Bethlehem in Indiana: The Obstetrician Instructs His Son

Robert Cochran

Your father will want to answer this, Mother says, not interrupting her nursing. I’ll call him. He’ll talk with you tonight.

            This is a surprise. Nine-year-old me figures Mom, busy with three children in addition to the infant at her breast, as the obvious parent for queries about babies’ origins.  Father, I know, is a doctor, but I don’t yet know he’s a specialist in babies, currently honing his skills in a year-long obstetric residency at Honolulu’s Kapiolani Maternity Hospital.

            Mom’s right—I’m summoned after dinner to the backyard lanai where two hefty anatomical models, a loose-leaf folder, and a dictionary-sized medical textbook occupy a table customarily used for trimming and potting plants. Have a seat, Father says, pointing to a chair and moving to the opposite side. Mother, sisters, and baby remain upstairs.

            A very long lecture follows, lasting far past bedtime, but my attention, to Father himself and to his vivid subject, never for an instant wavers. The models, it turns out, are constructed of heavy plastic or ceramic with detachable pieces in contrasting colors, heavier even than Father’s bowling ball and mounted on pedestals like busts not of heads, but of reproductive systems. The female is a frontal, or coronal section, Father explains as he gradually disassembles both, while the male is a cross or midsagittal view.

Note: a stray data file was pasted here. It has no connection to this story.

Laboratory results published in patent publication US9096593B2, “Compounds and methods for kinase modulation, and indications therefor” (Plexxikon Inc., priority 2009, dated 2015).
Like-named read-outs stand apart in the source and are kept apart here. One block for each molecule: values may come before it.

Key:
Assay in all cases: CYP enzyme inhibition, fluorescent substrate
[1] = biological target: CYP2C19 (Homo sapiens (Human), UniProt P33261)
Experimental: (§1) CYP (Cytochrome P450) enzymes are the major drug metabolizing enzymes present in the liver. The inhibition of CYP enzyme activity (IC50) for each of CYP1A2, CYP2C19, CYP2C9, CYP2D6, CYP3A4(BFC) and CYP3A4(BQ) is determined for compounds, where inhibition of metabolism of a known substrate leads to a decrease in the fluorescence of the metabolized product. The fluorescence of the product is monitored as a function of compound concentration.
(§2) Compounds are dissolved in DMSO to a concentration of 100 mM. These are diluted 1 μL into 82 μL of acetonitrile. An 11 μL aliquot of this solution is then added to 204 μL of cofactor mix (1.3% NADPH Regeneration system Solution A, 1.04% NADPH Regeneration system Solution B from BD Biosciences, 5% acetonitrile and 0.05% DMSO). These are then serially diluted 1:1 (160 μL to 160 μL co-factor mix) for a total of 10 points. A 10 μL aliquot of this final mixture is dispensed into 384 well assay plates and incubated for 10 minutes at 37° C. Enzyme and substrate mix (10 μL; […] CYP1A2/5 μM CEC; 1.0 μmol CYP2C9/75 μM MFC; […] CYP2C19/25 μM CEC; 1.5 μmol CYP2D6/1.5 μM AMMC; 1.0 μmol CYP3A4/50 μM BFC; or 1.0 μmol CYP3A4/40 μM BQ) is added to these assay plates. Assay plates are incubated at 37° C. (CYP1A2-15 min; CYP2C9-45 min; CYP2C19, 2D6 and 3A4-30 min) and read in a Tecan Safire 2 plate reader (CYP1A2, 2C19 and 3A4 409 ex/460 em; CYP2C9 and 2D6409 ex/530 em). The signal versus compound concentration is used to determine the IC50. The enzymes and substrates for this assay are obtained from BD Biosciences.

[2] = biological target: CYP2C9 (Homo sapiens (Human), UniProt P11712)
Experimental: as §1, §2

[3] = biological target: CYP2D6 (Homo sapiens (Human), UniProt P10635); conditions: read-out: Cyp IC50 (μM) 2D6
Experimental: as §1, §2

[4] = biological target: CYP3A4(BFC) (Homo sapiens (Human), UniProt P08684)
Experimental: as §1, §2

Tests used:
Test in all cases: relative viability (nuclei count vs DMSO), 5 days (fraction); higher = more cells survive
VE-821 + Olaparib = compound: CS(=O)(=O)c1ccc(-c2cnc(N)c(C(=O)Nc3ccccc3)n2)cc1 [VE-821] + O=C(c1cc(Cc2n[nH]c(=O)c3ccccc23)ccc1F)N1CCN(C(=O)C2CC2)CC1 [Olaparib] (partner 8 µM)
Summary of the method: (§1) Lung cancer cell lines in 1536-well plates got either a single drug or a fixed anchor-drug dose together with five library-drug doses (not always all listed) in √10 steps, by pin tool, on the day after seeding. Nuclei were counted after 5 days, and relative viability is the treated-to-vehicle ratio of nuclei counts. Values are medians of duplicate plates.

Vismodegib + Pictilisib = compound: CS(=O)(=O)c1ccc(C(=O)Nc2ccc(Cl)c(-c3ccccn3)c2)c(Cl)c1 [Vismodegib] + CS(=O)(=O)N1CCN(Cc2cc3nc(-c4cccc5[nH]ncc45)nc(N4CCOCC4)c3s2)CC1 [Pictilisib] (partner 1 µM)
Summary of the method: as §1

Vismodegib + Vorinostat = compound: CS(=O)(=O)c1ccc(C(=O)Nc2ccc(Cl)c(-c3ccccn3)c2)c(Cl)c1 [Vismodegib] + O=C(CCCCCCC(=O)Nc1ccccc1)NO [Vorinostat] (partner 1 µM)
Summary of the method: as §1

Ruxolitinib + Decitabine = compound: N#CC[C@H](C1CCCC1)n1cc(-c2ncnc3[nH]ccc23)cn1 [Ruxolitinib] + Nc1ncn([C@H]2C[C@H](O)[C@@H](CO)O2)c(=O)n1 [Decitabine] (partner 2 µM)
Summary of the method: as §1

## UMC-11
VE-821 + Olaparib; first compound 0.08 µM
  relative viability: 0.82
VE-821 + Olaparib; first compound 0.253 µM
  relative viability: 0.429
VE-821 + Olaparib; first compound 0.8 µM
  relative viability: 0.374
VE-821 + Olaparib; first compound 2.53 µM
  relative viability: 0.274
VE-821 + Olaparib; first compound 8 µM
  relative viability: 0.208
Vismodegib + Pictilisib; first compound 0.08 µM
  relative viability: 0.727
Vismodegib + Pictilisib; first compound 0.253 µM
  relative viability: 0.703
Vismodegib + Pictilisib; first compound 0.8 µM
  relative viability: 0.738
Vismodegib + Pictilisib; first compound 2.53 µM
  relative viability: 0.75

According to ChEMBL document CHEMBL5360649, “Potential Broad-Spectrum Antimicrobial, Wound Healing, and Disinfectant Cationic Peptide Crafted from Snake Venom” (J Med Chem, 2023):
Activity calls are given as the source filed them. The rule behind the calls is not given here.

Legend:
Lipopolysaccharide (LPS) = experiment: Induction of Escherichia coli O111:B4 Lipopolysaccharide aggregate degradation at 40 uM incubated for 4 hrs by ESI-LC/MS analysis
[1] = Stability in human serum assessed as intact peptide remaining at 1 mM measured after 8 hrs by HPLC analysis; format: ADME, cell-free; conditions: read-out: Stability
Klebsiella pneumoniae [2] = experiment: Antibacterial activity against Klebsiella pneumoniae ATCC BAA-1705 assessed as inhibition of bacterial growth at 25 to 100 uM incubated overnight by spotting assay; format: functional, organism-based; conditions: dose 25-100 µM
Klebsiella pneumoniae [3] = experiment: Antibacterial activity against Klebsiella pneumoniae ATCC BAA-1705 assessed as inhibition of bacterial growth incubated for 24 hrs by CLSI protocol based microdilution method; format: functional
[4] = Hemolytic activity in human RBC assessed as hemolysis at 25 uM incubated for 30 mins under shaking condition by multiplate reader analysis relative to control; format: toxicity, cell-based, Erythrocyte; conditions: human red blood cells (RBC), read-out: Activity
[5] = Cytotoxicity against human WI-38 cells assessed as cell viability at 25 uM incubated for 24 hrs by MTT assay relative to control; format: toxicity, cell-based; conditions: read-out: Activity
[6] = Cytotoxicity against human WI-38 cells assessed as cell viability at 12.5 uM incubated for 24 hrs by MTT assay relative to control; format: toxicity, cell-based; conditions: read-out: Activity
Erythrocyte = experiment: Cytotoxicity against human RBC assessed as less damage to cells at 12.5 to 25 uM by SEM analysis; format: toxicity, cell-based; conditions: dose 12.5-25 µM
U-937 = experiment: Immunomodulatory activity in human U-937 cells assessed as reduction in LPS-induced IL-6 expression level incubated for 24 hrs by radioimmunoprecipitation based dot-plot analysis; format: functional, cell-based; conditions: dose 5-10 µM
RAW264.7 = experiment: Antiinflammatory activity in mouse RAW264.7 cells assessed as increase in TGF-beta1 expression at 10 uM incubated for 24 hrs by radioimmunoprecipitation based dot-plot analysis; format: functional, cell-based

Babies are made, Father begins, when a sperm joins an egg. Here’s how it works. Then come the words, a cascade of exotic terminology accompanied by body parts held aloft, fingers pointed, references to folder and textbook. Every word and everything the words describe astounds. On and on he goes—fallopian tubes and vas deferens, uterus and urethra. Only Buckminster Fuller, he of the geodesic domes, famous for marathon lectures, will match Father’s stamina at the podium—and I’ll be twenty-three then, not nine, in graduate school, not fourth grade. Finally, his hundreds of terms distributed, the bodily machinery minutely itemized, Father turns to its operations.  Ovulation, fertilization, implantation, gestation, labor and delivery—all are painstakingly covered. His presentation of the sexual act itself (a wholly unanticipated notion) is direct, though at times oddly formal and impersonal. The penis, he says, an apparently autonomous actor fastened to no person, is “introduced” to the similarly free-floating vagina, there to “deposit” sperm as a sort of biological calling card. Father does note in passing that the act is “uniquely pleasurable to both parties.”